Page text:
Last year, my daughter didn't have a reading teacher, the year before that, my son didn't have a science teacher.

I don't care who was making decisions before or what decisions they made. I have a problem I need to fix now. And I know based on how the economy works, that if you have a shortage of staff, then you need to pay those people more. And you know, I've been screaming that from the rooftops about teacher salaries for years.

And I've sat in front of a bipartisan group of legislators and told them the buses would break first—and here we are.

So you think this is largely an issue of funding?

Absolutely. ….Would you drive 70 children where you're the only adult on the bus? I wouldn't, and I have a whole degree in how to manage children’s behavior. So yeah, it’s a funding and pay problem.

People say stuff about, well, if the kids just acted right. Behavior is a form of communication. Those kids are communicating, my needs are not being met. There’s 70 of us on here and we don't know where you're going and we don't know what you're doing. That's not the bus driver's fault. And that is not the kid's fault. There shouldn't be that many kids on a bus.

There shouldn't be only one adult on the bus. The adults on the bus should be paid a reasonable amount because I would like the people that take care of my children to be highly qualified and highly compensated because I care about my children.

So is the funding problem the local school system or the state?

There is some culpability with JCPS as far as a systemic issue. Was there something that could have been done in the central office differently that could have made this go off better? Probably.

With that said, we're missing $100 million just from the last four years in transportation funds from the state because they have not fully funded their constitutional obligation, they're funding it to about 70%.

So Republicans in the state legislature, instead of focusing purely on bus issues, floated the idea of breaking up the school district. Why do you think that’s the direction they went in?

They would like to have more versions of Anchorage. [An area within Louisville that has a small, independent school district.]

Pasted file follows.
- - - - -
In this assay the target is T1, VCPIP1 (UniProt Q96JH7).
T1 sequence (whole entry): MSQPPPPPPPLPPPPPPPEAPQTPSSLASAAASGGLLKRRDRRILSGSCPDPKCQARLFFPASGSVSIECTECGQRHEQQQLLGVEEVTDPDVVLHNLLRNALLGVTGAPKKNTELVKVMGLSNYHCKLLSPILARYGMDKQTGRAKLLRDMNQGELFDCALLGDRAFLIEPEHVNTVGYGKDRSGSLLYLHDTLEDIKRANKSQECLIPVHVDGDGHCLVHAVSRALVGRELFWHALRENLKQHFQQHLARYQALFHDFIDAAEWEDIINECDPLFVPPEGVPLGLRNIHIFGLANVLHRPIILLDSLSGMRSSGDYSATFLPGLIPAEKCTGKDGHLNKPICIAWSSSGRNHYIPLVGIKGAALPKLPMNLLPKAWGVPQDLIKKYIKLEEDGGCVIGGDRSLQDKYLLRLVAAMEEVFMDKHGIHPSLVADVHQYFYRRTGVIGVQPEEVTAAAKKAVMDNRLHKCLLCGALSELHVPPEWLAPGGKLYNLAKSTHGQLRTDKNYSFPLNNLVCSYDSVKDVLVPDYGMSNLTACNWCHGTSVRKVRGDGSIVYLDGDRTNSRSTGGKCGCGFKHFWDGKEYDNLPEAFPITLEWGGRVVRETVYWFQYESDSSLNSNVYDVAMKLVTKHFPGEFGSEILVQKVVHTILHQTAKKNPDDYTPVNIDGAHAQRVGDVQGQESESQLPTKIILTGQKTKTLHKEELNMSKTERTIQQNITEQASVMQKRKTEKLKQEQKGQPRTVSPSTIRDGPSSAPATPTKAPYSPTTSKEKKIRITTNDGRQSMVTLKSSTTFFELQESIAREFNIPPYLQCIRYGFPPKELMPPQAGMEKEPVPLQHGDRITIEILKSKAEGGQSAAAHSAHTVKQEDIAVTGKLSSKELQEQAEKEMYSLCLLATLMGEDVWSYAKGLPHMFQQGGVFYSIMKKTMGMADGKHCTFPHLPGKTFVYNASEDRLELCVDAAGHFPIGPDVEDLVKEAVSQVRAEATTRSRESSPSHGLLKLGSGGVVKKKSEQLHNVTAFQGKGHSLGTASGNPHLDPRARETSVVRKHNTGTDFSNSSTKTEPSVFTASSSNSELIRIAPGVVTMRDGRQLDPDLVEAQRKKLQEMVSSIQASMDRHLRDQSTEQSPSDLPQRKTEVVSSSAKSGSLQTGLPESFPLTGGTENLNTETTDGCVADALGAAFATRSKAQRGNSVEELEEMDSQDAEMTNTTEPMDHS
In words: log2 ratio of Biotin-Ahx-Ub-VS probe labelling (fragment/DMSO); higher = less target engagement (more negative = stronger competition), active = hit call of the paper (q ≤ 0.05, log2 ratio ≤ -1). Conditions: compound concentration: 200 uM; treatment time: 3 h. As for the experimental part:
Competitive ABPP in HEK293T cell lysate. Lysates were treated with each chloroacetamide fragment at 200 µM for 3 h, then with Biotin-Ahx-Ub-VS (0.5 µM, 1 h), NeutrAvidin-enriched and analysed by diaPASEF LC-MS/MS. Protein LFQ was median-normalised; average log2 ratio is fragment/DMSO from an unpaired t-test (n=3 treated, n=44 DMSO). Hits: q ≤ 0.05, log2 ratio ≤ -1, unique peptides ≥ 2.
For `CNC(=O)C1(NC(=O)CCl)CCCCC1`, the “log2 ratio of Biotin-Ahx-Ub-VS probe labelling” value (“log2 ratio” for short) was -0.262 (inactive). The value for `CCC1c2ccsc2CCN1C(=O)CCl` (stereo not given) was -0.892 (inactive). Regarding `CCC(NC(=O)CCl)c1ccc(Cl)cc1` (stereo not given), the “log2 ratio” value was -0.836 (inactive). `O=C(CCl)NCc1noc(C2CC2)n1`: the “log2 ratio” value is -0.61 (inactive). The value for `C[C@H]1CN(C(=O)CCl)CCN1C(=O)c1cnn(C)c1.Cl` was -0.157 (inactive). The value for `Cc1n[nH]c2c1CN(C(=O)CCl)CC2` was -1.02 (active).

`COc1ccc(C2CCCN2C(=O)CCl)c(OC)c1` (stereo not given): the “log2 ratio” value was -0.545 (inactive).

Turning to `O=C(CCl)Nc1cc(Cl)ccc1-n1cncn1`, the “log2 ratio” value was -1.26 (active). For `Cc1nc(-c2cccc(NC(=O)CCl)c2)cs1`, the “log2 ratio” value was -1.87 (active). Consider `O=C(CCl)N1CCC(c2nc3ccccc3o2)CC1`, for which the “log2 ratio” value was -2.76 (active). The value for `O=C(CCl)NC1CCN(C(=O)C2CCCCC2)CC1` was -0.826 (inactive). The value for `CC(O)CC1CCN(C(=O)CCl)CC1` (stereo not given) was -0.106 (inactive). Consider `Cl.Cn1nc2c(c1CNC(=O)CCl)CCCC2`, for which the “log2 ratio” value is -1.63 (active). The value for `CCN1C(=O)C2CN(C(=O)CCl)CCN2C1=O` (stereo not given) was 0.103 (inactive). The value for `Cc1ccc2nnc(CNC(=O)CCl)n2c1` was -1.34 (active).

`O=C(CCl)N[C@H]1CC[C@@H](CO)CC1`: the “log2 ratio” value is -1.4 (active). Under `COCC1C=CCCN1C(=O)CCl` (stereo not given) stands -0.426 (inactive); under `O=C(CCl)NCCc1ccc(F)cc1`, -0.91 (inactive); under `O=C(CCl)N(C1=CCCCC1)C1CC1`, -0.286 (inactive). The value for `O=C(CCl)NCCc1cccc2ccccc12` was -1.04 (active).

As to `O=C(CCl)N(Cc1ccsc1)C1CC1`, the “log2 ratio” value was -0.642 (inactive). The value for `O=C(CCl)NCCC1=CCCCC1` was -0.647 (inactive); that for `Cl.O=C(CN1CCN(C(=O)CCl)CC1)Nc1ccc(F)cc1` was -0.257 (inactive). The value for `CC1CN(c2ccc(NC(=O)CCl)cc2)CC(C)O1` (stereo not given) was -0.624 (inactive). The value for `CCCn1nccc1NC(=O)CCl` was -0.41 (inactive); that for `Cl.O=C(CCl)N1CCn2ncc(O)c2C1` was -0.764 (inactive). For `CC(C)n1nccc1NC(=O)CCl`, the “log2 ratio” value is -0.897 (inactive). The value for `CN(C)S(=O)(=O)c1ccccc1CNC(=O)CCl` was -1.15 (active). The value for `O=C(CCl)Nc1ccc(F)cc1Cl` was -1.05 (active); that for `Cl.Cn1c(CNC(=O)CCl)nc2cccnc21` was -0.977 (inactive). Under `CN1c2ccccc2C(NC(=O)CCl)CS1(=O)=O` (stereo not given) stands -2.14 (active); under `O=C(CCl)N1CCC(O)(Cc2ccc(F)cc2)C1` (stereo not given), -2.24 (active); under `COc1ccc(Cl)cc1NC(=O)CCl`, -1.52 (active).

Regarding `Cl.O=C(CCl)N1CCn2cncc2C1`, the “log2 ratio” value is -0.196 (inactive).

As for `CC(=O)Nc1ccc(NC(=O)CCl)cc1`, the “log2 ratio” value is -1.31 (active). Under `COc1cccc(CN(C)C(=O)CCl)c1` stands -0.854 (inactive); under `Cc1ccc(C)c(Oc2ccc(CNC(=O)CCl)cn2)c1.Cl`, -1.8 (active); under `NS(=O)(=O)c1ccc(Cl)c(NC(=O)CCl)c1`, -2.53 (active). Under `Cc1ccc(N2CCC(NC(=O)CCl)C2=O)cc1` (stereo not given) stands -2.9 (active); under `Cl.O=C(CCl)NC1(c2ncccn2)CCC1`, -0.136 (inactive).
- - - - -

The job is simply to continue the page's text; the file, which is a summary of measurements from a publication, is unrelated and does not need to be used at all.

But let's go ahead and address it. They don't want JCTA or BSK [the Jefferson County Teachers Association and Better Schools Kentucky, its political arm] to be a powerhouse. And if we're a split-up district, our union doesn't exist anymore. We'll be 2, 3, 4 unions instead. And there goes the last stronghold of unionism in Louisville for professionals.

So you think the motive is pretty simple?

Oh yeah. I think the motive is to disenfranchise teacher voices from being able to endorse candidates like Andy Beshear.

What do you hope happens in the next week (when school will be back in), and then what should happen in January, when the state legislature comes back in session?

I hope next week we all safely and efficiently get to and from school as best as we can. As a JCPS parent, I'm relying on the bus system as well.

In January, if anybody would like to be reelected, they need to start campaigning on, “I will fully fund public education, including transporting your kid to school.” Because there are counties across the state that have canceled school for bus issues as well for bus shortages, particularly in Appalachia.

I hope in January they take a long hard look and realize that in trying to starve JCPS for political points, it is having a drastic effect on the rest of the state. There are other counties in the state that have had school canceled because of bus driver shortages. There are counties across the state where children don't have access to a bus at all, full stop, for the whole year, where parents are expected to provide transportation on every single school day for their own school that is closest to them.

I hope we can all come to a point where we understand that funding public education is bipartisan because the transportation piece has been underfunded since 2005.


Our thanks to Perry Bacon for allowing us to cross-post this interview. You can read the original here, and you can sign up for his Substack here.